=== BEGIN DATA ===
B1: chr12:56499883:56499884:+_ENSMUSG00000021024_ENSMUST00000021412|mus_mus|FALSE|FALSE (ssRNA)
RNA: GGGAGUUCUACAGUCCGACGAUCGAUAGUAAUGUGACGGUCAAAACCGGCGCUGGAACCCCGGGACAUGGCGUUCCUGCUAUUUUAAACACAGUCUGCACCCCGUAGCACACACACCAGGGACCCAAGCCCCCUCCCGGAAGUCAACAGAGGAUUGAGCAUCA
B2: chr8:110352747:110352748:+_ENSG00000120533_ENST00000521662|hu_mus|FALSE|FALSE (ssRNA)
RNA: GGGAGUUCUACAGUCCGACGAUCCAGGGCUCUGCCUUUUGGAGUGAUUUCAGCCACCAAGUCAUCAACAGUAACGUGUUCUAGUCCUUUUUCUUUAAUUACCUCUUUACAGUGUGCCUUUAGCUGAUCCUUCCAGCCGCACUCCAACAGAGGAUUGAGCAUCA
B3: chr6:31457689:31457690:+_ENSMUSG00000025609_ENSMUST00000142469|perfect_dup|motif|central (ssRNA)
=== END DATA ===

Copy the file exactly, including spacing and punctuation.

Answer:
B1: chr12:56499883:56499884:+_ENSMUSG00000021024_ENSMUST00000021412|mus_mus|FALSE|FALSE (ssRNA)
RNA: GGGAGUUCUACAGUCCGACGAUCGAUAGUAAUGUGACGGUCAAAACCGGCGCUGGAACCCCGGGACAUGGCGUUCCUGCUAUUUUAAACACAGUCUGCACCCCGUAGCACACACACCAGGGACCCAAGCCCCCUCCCGGAAGUCAACAGAGGAUUGAGCAUCA
B2: chr8:110352747:110352748:+_ENSG00000120533_ENST00000521662|hu_mus|FALSE|FALSE (ssRNA)
RNA: GGGAGUUCUACAGUCCGACGAUCCAGGGCUCUGCCUUUUGGAGUGAUUUCAGCCACCAAGUCAUCAACAGUAACGUGUUCUAGUCCUUUUUCUUUAAUUACCUCUUUACAGUGUGCCUUUAGCUGAUCCUUCCAGCCGCACUCCAACAGAGGAUUGAGCAUCA
B3: chr6:31457689:31457690:+_ENSMUSG00000025609_ENSMUST00000142469|perfect_dup|motif|central (ssRNA)